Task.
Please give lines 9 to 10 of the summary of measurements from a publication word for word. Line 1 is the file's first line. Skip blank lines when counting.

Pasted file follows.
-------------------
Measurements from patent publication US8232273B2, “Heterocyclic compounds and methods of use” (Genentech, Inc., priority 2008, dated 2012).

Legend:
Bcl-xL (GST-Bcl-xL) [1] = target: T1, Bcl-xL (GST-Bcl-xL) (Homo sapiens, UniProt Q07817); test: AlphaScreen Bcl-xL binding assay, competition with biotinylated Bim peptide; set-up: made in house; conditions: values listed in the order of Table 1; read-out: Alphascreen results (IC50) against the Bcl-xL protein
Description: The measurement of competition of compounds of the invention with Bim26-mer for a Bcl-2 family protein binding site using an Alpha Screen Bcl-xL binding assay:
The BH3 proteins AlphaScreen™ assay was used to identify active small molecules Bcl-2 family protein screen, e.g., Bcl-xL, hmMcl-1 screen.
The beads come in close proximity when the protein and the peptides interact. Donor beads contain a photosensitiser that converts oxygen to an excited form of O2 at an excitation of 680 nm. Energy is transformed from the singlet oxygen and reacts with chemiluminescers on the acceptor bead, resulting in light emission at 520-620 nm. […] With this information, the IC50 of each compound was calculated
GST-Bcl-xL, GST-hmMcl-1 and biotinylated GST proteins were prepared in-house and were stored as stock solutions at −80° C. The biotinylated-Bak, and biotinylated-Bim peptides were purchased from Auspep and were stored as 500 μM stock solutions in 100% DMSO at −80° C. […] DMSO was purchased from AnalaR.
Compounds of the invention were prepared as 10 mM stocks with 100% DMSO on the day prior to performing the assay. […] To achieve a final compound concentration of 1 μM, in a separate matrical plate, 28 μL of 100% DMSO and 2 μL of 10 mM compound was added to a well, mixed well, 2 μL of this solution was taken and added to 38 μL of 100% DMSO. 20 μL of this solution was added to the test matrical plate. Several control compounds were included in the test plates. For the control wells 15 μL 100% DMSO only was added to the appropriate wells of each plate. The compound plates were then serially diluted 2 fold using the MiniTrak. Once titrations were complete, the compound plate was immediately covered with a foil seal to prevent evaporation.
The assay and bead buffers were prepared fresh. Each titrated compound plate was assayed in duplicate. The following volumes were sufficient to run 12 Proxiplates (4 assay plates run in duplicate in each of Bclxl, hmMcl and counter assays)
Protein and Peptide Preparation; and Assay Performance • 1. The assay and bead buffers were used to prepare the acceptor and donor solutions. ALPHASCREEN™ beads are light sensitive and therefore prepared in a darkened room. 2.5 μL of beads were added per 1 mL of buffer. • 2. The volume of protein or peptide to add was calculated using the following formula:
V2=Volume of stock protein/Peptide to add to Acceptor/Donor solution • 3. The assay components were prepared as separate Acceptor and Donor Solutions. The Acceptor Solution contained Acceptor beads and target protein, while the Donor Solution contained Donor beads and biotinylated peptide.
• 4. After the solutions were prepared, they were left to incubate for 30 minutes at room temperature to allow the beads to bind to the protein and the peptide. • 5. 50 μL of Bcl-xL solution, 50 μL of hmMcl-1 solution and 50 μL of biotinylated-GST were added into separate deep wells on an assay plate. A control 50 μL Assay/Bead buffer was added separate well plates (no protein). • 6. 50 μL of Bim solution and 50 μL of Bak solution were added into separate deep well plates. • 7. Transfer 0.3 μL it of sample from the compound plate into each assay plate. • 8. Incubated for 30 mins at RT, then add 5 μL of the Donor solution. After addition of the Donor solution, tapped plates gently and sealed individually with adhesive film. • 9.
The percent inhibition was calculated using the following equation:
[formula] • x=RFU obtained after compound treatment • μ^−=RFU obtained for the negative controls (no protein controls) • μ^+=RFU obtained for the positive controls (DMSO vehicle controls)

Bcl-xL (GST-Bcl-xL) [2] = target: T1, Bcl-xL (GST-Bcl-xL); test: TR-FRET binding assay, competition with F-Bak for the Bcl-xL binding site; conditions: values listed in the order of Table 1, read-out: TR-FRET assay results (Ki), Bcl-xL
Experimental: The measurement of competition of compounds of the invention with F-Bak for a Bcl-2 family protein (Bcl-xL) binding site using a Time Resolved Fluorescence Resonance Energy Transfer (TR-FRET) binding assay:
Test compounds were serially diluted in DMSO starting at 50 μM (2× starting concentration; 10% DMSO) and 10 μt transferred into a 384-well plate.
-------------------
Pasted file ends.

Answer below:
The assay and bead buffers were prepared fresh. Each titrated compound plate was assayed in duplicate. The following volumes were sufficient to run 12 Proxiplates (4 assay plates run in duplicate in each of Bclxl, hmMcl and counter assays)
Protein and Peptide Preparation; and Assay Performance • 1. The assay and bead buffers were used to prepare the acceptor and donor solutions. ALPHASCREEN™ beads are light sensitive and therefore prepared in a darkened room. 2.5 μL of beads were added per 1 mL of buffer. • 2. The volume of protein or peptide to add was calculated using the following formula: